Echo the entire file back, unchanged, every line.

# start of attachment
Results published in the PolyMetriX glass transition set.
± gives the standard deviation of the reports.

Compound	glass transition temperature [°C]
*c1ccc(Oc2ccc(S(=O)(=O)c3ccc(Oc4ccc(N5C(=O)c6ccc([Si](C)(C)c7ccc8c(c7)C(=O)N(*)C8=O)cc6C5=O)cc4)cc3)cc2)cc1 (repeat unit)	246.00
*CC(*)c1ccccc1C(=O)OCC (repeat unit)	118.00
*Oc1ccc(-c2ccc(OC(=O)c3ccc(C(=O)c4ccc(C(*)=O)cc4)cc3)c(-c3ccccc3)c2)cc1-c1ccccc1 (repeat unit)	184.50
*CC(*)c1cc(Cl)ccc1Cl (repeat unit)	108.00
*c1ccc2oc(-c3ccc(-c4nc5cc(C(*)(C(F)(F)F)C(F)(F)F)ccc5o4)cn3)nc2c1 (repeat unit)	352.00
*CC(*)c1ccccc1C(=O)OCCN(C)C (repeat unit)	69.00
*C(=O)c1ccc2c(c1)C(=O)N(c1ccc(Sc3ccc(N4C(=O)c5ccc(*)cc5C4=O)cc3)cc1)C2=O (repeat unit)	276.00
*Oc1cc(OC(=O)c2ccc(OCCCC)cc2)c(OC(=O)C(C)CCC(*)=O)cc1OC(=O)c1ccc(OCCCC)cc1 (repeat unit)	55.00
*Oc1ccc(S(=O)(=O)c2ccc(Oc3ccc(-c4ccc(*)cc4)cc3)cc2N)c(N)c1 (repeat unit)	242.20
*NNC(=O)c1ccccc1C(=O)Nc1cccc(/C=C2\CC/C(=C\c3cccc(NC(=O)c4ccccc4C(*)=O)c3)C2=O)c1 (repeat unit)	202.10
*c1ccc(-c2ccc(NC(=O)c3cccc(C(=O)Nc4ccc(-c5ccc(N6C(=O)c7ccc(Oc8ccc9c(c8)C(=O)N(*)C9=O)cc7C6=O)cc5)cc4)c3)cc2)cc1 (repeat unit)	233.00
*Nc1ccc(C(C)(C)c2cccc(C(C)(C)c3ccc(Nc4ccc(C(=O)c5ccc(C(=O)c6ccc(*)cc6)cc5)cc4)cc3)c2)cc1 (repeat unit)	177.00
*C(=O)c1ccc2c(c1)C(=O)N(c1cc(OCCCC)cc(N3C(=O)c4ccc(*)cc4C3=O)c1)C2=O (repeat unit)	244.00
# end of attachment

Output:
Results published in the PolyMetriX glass transition set.
± gives the standard deviation of the reports.

Compound	glass transition temperature [°C]
*c1ccc(Oc2ccc(S(=O)(=O)c3ccc(Oc4ccc(N5C(=O)c6ccc([Si](C)(C)c7ccc8c(c7)C(=O)N(*)C8=O)cc6C5=O)cc4)cc3)cc2)cc1 (repeat unit)	246.00
*CC(*)c1ccccc1C(=O)OCC (repeat unit)	118.00
*Oc1ccc(-c2ccc(OC(=O)c3ccc(C(=O)c4ccc(C(*)=O)cc4)cc3)c(-c3ccccc3)c2)cc1-c1ccccc1 (repeat unit)	184.50
*CC(*)c1cc(Cl)ccc1Cl (repeat unit)	108.00
*c1ccc2oc(-c3ccc(-c4nc5cc(C(*)(C(F)(F)F)C(F)(F)F)ccc5o4)cn3)nc2c1 (repeat unit)	352.00
*CC(*)c1ccccc1C(=O)OCCN(C)C (repeat unit)	69.00
*C(=O)c1ccc2c(c1)C(=O)N(c1ccc(Sc3ccc(N4C(=O)c5ccc(*)cc5C4=O)cc3)cc1)C2=O (repeat unit)	276.00
*Oc1cc(OC(=O)c2ccc(OCCCC)cc2)c(OC(=O)C(C)CCC(*)=O)cc1OC(=O)c1ccc(OCCCC)cc1 (repeat unit)	55.00
*Oc1ccc(S(=O)(=O)c2ccc(Oc3ccc(-c4ccc(*)cc4)cc3)cc2N)c(N)c1 (repeat unit)	242.20
*NNC(=O)c1ccccc1C(=O)Nc1cccc(/C=C2\CC/C(=C\c3cccc(NC(=O)c4ccccc4C(*)=O)c3)C2=O)c1 (repeat unit)	202.10
*c1ccc(-c2ccc(NC(=O)c3cccc(C(=O)Nc4ccc(-c5ccc(N6C(=O)c7ccc(Oc8ccc9c(c8)C(=O)N(*)C9=O)cc7C6=O)cc5)cc4)c3)cc2)cc1 (repeat unit)	233.00
*Nc1ccc(C(C)(C)c2cccc(C(C)(C)c3ccc(Nc4ccc(C(=O)c5ccc(C(=O)c6ccc(*)cc6)cc5)cc4)cc3)c2)cc1 (repeat unit)	177.00
*C(=O)c1ccc2c(c1)C(=O)N(c1cc(OCCCC)cc(N3C(=O)c4ccc(*)cc4C3=O)c1)C2=O (repeat unit)	244.00